Friday’s Weekend Column
About a Minnesota Man Exploring Life in the South

by James Glaser
April 3, 2009

The United States Post Office is going broke. Nobody writes letters any more. Sure I still get lots of mail, but most of it does not pay first class rates. In truth, most of it is junk advertisement.

However, this week I got a real letter. From whom else, my Mother. My mom is not from an e-mail generation. She still puts pen to paper and spells out words without "spell-check." Yes, I did get off a letter in return right away.

If you think about it, e-mails haven't been around that long, but they have totally revamped the way we communicate long distance. Ask a college kid what a typewriter is. Now people send text letters with their cell phones, and soon young people will ask why they are called "telephone" poles?

When a college kid comes into my gallery saying they are looking for something to send their mom or dad, I always suggest buying a card (the least expensive thing in the place) and sending a letter with it. Many think that it is a neat idea. I don't know if they like the fact they won't have to spend much, or that a letter is so quaint their mother of father will like it. It will also prove they know how to write.

I always try to explain that a hand written letter (that is readable) is something a parent will treasure. My mother has the letters I sent to her while in the Marine Corps 40 years ago—man, am I getting old. At least I am still way younger than my mom. Sorry, Mom.

If you have good penmanship, and you write to your representative in congress, rest assured that they will read it. Minnesota Senator Paul Wellstone told me the story of how many senators would have a letter in their pocket from some citizen that they would pull out and start reading to show that they read their own mail. He said, almost every time it would be a hand written letter. Usually that letter would be in agreement with something that senator was trying to push, after all they are politicians. The point is, the letter got noticed by staff and was turned over to the senator. Senator Wellstone said he really got few legible, coherent, hand written letters, but his staff sent all of them on to him. Ah, maybe "coherent" is a point to remember in letter writing, too.

If you are treated special by someone, it is always nice to re-thank them. An e-mail mote is nice, but a short letter shows you really appreciate their thoughtfulness. Also, they will remember your thank you.

Do you think paper sales are down? Are paper mills hurting? Newspapers are shutting down, people don't write letters, we have e-mail and text messaging, PDF files, and a magnitude of other electronic files. Heck, we now have e-books and online catalogs. They all take a bite out of paper sales. Yes, I know about all the trees being saved. On the other hand, paper making today comes from an almost total use of a renewable resource. Popular trees die out in about sixty years and paper mills plant at least two trees for every tree they cut. I can admire tree hugging, but paper making is not an enemy to the forest.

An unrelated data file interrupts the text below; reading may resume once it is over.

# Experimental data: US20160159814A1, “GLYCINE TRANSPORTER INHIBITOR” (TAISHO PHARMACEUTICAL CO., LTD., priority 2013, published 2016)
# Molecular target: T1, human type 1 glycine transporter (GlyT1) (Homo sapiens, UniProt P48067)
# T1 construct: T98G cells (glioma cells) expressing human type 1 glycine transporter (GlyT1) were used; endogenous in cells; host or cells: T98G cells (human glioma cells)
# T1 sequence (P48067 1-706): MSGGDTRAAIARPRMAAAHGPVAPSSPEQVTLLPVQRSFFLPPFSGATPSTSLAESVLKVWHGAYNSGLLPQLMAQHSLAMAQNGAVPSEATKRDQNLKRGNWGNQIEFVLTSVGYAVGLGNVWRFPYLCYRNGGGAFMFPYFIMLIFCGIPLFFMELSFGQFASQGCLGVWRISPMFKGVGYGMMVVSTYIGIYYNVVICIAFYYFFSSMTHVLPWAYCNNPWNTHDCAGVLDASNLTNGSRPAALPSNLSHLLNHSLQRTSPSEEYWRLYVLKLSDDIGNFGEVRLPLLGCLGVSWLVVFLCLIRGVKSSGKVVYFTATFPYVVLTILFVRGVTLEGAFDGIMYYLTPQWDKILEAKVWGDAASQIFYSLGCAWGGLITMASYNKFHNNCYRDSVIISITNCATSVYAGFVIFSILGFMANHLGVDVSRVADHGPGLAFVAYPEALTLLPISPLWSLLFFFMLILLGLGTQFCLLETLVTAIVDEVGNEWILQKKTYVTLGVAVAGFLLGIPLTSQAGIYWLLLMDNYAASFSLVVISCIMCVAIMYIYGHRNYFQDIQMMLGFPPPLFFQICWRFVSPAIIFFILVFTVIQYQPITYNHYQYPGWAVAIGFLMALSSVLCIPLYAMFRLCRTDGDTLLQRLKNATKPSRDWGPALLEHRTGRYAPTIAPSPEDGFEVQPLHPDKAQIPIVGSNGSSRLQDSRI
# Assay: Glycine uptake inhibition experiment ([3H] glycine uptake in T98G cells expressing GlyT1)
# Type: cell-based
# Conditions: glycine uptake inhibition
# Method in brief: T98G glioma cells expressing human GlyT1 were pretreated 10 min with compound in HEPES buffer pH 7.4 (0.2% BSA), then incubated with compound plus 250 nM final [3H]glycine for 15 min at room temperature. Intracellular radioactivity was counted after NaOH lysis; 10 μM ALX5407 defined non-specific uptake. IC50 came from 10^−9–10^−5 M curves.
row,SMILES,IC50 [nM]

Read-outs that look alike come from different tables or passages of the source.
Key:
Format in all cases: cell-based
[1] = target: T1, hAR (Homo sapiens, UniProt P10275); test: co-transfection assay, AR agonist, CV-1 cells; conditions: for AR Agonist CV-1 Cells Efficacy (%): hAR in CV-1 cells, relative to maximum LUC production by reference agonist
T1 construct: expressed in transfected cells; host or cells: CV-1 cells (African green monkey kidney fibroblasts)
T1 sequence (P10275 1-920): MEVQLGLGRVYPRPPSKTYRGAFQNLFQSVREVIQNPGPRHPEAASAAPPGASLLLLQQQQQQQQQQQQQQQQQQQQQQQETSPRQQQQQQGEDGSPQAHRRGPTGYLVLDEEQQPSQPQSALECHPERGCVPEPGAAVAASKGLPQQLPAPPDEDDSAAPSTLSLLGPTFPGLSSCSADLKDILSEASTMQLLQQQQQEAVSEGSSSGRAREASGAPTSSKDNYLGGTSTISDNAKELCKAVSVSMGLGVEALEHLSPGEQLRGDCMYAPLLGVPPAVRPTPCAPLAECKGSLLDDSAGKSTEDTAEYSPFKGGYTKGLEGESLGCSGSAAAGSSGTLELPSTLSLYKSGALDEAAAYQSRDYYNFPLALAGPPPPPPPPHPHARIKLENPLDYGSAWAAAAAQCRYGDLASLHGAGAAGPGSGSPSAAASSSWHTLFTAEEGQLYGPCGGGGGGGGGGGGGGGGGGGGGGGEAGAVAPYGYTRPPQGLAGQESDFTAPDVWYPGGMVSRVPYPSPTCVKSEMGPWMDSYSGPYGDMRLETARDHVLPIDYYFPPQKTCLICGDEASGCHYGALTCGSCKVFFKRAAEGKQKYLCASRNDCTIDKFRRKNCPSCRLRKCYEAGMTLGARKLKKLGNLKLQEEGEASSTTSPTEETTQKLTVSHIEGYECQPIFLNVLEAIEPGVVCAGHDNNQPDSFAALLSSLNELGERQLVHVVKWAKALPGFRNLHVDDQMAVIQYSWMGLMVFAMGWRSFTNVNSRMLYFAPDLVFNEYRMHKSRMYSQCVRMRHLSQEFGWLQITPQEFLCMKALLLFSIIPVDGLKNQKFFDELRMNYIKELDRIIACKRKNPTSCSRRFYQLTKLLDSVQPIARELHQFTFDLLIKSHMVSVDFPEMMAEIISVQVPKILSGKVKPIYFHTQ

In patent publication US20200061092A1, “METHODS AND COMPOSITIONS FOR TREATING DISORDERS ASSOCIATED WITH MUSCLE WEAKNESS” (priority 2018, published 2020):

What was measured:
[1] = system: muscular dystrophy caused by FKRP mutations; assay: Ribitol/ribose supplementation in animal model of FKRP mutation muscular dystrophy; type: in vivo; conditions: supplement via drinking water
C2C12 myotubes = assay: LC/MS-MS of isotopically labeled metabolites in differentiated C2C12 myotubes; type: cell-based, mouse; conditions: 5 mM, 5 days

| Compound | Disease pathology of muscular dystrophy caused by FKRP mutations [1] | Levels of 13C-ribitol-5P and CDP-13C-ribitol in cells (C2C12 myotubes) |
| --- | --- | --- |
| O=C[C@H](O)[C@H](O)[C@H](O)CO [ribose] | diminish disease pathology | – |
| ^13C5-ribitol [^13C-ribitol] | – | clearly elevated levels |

So, back to letter writing. Like I said, it is nice to get a letter, and even nicer to receive one. Your chances of receiving one goes way up if you start writing them.

Guys, just in case there's some of you who still haven't pulled you head away from the remote control, I have to tell you, women love letters. That is why they like cards so much. You can send a women a card and just sign it. The words are already written in there for you, and still they like it. It is the fact that you took the time to pick out a card for them, and you went to the trouble of mailing it. A card in the mail from you is an unexpected surprise, and it will gain you more points than any football team can pick up in four quarters.

However, if you sit down and write out a letter, the woman may swoon, or she might think you are a total geek, but swoon is the common response. Of course, "legible" and "coherent" are very important here, too. In a letter you can say everything you wanted to say, but were too embarrassed to say in person.

Girls, guys don't like cards. They don't like Christmas cards, and they really don't like birthday cards. If you write a letter though, be forewarned, the guy is going to take what ever you say to heart. Mostly because your letter will more than likely be the only letter he has ever gotten from someone of the opposite sex—possibly the only real letter he has ever gotten from anybody. Letters from the IRS, bill collectors, and parents don't really count.

In a few more generations there won't be letters, except hand-delivered ones. Probably in a few more generations, children won't be required to learn how to write. They will step right up to a key board.

So, start writing letters, and who knows, yours might be kept for posterity as some of the last ever produced. Through letter writing you might just forge a deeper, long-lasting friendship, and when you get into the habit of writing, you will enjoy the private back and forth you can create with someone else, the anticipation while you wait for their response, the eagerness of opening the envelope, and a whole bag full of emotions and thoughts that only letter writing can bring.

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